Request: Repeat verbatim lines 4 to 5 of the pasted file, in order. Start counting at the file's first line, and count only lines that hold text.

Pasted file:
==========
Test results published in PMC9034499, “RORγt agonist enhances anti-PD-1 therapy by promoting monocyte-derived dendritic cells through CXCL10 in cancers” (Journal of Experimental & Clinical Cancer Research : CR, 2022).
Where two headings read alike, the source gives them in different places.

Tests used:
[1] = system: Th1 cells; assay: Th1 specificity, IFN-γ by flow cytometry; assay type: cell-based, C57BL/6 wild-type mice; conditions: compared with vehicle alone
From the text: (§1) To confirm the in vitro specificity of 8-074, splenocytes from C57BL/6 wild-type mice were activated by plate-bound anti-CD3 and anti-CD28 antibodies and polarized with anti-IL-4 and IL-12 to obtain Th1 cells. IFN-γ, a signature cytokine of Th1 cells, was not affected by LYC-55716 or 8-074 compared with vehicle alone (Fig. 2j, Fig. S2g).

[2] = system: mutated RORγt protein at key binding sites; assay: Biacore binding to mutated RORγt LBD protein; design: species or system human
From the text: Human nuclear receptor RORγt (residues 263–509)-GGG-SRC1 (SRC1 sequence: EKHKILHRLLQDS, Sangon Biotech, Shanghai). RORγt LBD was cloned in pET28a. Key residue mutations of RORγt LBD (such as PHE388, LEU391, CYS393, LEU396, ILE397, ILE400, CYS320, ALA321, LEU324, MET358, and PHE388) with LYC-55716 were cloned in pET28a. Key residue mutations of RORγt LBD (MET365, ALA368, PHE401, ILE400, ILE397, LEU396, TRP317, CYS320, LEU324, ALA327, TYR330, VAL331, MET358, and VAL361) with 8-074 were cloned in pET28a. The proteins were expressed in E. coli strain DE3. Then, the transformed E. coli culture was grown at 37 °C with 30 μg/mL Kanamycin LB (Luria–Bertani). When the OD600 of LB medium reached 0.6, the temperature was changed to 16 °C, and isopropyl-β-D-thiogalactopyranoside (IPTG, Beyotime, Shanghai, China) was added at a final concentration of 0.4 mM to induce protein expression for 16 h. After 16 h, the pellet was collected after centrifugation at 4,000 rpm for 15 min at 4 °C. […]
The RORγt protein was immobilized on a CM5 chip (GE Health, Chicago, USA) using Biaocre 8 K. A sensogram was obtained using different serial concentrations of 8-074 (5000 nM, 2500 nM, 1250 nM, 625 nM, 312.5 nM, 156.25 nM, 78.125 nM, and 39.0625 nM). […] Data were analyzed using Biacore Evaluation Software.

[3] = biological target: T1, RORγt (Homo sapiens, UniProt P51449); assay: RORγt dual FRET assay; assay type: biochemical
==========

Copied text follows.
[1] = system: Th1 cells; assay: Th1 specificity, IFN-γ by flow cytometry; assay type: cell-based, C57BL/6 wild-type mice; conditions: compared with vehicle alone
From the text: (§1) To confirm the in vitro specificity of 8-074, splenocytes from C57BL/6 wild-type mice were activated by plate-bound anti-CD3 and anti-CD28 antibodies and polarized with anti-IL-4 and IL-12 to obtain Th1 cells. IFN-γ, a signature cytokine of Th1 cells, was not affected by LYC-55716 or 8-074 compared with vehicle alone (Fig. 2j, Fig. S2g).